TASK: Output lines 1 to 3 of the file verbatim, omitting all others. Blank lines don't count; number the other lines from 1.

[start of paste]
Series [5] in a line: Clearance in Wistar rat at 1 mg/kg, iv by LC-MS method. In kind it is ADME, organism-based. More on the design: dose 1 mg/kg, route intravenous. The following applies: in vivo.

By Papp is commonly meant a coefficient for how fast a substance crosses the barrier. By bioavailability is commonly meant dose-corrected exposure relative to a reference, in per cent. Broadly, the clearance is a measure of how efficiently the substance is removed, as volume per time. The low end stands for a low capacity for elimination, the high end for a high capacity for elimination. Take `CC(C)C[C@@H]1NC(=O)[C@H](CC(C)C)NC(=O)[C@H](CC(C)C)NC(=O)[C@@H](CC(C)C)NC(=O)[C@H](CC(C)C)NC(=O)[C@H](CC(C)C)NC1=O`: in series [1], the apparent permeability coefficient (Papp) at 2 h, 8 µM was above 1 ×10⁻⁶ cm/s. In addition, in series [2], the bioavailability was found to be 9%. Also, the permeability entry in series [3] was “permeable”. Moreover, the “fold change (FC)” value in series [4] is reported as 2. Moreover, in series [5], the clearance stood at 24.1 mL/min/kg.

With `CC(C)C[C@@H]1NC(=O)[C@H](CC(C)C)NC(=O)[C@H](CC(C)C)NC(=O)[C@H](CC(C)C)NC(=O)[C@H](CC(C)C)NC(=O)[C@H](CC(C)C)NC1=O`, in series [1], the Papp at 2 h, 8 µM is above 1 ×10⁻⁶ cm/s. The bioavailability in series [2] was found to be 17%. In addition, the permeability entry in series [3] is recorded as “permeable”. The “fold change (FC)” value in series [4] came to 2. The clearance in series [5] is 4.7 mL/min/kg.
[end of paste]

Series [5] in a line: Clearance in Wistar rat at 1 mg/kg, iv by LC-MS method. In kind it is ADME, organism-based. More on the design: dose 1 mg/kg, route intravenous. The following applies: in vivo.

By Papp is commonly meant a coefficient for how fast a substance crosses the barrier. By bioavailability is commonly meant dose-corrected exposure relative to a reference, in per cent. Broadly, the clearance is a measure of how efficiently the substance is removed, as volume per time. The low end stands for a low capacity for elimination, the high end for a high capacity for elimination. Take `CC(C)C[C@@H]1NC(=O)[C@H](CC(C)C)NC(=O)[C@H](CC(C)C)NC(=O)[C@@H](CC(C)C)NC(=O)[C@H](CC(C)C)NC(=O)[C@H](CC(C)C)NC1=O`: in series [1], the apparent permeability coefficient (Papp) at 2 h, 8 µM was above 1 ×10⁻⁶ cm/s. In addition, in series [2], the bioavailability was found to be 9%. Also, the permeability entry in series [3] was “permeable”. Moreover, the “fold change (FC)” value in series [4] is reported as 2. Moreover, in series [5], the clearance stood at 24.1 mL/min/kg.

With `CC(C)C[C@@H]1NC(=O)[C@H](CC(C)C)NC(=O)[C@H](CC(C)C)NC(=O)[C@H](CC(C)C)NC(=O)[C@H](CC(C)C)NC(=O)[C@H](CC(C)C)NC1=O`, in series [1], the Papp at 2 h, 8 µM is above 1 ×10⁻⁶ cm/s. The bioavailability in series [2] was found to be 17%. In addition, the permeability entry in series [3] is recorded as “permeable”. The “fold change (FC)” value in series [4] came to 2. The clearance in series [5] is 4.7 mL/min/kg.